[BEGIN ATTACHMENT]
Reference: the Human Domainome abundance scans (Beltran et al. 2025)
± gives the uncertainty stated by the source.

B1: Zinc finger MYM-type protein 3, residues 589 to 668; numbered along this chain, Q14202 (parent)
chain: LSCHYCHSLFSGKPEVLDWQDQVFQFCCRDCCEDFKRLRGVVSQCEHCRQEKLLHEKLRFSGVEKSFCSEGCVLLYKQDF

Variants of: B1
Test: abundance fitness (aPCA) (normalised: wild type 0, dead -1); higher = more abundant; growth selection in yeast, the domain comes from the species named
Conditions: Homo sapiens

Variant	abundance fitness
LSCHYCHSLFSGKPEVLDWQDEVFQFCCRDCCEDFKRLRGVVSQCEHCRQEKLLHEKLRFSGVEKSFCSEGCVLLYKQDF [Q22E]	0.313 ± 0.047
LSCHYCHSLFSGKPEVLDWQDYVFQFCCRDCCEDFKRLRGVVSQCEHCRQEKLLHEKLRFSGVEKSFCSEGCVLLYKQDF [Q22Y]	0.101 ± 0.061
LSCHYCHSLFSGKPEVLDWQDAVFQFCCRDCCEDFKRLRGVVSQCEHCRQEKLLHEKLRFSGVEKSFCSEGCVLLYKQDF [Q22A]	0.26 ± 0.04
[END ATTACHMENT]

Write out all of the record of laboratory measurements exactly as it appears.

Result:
Reference: the Human Domainome abundance scans (Beltran et al. 2025)
± gives the uncertainty stated by the source.

B1: Zinc finger MYM-type protein 3, residues 589 to 668; numbered along this chain, Q14202 (parent)
chain: LSCHYCHSLFSGKPEVLDWQDQVFQFCCRDCCEDFKRLRGVVSQCEHCRQEKLLHEKLRFSGVEKSFCSEGCVLLYKQDF

Variants of: B1
Test: abundance fitness (aPCA) (normalised: wild type 0, dead -1); higher = more abundant; growth selection in yeast, the domain comes from the species named
Conditions: Homo sapiens

Variant	abundance fitness
LSCHYCHSLFSGKPEVLDWQDEVFQFCCRDCCEDFKRLRGVVSQCEHCRQEKLLHEKLRFSGVEKSFCSEGCVLLYKQDF [Q22E]	0.313 ± 0.047
LSCHYCHSLFSGKPEVLDWQDYVFQFCCRDCCEDFKRLRGVVSQCEHCRQEKLLHEKLRFSGVEKSFCSEGCVLLYKQDF [Q22Y]	0.101 ± 0.061
LSCHYCHSLFSGKPEVLDWQDAVFQFCCRDCCEDFKRLRGVVSQCEHCRQEKLLHEKLRFSGVEKSFCSEGCVLLYKQDF [Q22A]	0.26 ± 0.04